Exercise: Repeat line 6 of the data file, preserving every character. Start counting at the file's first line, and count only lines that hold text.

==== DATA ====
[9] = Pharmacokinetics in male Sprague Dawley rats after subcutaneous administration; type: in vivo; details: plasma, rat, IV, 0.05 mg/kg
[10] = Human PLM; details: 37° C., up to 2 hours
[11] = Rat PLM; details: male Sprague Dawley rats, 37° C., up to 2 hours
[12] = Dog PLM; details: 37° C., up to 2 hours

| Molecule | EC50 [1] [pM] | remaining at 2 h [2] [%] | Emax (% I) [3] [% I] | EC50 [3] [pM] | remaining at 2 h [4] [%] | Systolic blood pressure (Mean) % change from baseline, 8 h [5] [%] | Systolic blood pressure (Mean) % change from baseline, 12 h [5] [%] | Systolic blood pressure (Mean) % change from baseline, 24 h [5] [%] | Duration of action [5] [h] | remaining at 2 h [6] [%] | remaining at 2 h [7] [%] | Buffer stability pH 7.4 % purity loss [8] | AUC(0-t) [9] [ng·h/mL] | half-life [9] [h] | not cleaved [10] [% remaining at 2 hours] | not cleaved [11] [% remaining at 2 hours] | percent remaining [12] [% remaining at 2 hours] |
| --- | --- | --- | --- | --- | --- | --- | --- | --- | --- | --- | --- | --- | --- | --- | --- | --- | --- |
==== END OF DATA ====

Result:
| --- | --- | --- | --- | --- | --- | --- | --- | --- | --- | --- | --- | --- | --- | --- | --- | --- | --- |